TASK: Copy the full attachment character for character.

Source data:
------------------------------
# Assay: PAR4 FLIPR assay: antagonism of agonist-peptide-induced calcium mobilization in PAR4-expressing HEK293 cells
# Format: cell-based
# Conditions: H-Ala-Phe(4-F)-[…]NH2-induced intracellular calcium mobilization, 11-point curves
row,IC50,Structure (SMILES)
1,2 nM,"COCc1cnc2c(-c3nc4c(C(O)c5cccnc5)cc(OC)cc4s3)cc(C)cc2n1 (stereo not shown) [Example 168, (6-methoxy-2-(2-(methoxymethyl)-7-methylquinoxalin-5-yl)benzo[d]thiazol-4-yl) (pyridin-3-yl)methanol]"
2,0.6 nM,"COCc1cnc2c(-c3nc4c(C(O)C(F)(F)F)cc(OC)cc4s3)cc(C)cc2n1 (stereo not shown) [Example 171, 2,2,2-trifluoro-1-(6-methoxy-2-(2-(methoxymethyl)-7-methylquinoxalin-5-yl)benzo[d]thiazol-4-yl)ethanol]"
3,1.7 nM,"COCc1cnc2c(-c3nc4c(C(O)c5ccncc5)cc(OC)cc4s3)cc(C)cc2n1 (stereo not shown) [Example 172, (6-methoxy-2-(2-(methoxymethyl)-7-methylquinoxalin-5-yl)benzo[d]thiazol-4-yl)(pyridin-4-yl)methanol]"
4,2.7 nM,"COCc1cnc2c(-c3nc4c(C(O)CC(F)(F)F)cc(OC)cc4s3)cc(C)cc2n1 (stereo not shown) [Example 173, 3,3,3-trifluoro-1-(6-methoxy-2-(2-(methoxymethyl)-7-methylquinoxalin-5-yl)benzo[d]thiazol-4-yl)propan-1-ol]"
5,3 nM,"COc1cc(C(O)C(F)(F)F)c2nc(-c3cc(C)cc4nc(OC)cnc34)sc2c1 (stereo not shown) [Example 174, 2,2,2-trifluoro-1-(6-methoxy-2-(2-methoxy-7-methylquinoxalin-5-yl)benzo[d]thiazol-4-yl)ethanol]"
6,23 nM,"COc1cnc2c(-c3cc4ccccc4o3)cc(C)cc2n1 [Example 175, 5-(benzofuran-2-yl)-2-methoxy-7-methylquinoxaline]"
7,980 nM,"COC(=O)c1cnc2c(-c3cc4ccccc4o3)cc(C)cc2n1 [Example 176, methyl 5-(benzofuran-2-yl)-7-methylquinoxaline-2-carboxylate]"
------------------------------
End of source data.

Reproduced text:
# Assay: PAR4 FLIPR assay: antagonism of agonist-peptide-induced calcium mobilization in PAR4-expressing HEK293 cells
# Format: cell-based
# Conditions: H-Ala-Phe(4-F)-[…]NH2-induced intracellular calcium mobilization, 11-point curves
row,IC50,Structure (SMILES)
1,2 nM,"COCc1cnc2c(-c3nc4c(C(O)c5cccnc5)cc(OC)cc4s3)cc(C)cc2n1 (stereo not shown) [Example 168, (6-methoxy-2-(2-(methoxymethyl)-7-methylquinoxalin-5-yl)benzo[d]thiazol-4-yl) (pyridin-3-yl)methanol]"
2,0.6 nM,"COCc1cnc2c(-c3nc4c(C(O)C(F)(F)F)cc(OC)cc4s3)cc(C)cc2n1 (stereo not shown) [Example 171, 2,2,2-trifluoro-1-(6-methoxy-2-(2-(methoxymethyl)-7-methylquinoxalin-5-yl)benzo[d]thiazol-4-yl)ethanol]"
3,1.7 nM,"COCc1cnc2c(-c3nc4c(C(O)c5ccncc5)cc(OC)cc4s3)cc(C)cc2n1 (stereo not shown) [Example 172, (6-methoxy-2-(2-(methoxymethyl)-7-methylquinoxalin-5-yl)benzo[d]thiazol-4-yl)(pyridin-4-yl)methanol]"
4,2.7 nM,"COCc1cnc2c(-c3nc4c(C(O)CC(F)(F)F)cc(OC)cc4s3)cc(C)cc2n1 (stereo not shown) [Example 173, 3,3,3-trifluoro-1-(6-methoxy-2-(2-(methoxymethyl)-7-methylquinoxalin-5-yl)benzo[d]thiazol-4-yl)propan-1-ol]"
5,3 nM,"COc1cc(C(O)C(F)(F)F)c2nc(-c3cc(C)cc4nc(OC)cnc34)sc2c1 (stereo not shown) [Example 174, 2,2,2-trifluoro-1-(6-methoxy-2-(2-methoxy-7-methylquinoxalin-5-yl)benzo[d]thiazol-4-yl)ethanol]"
6,23 nM,"COc1cnc2c(-c3cc4ccccc4o3)cc(C)cc2n1 [Example 175, 5-(benzofuran-2-yl)-2-methoxy-7-methylquinoxaline]"
7,980 nM,"COC(=O)c1cnc2c(-c3cc4ccccc4o3)cc(C)cc2n1 [Example 176, methyl 5-(benzofuran-2-yl)-7-methylquinoxaline-2-carboxylate]"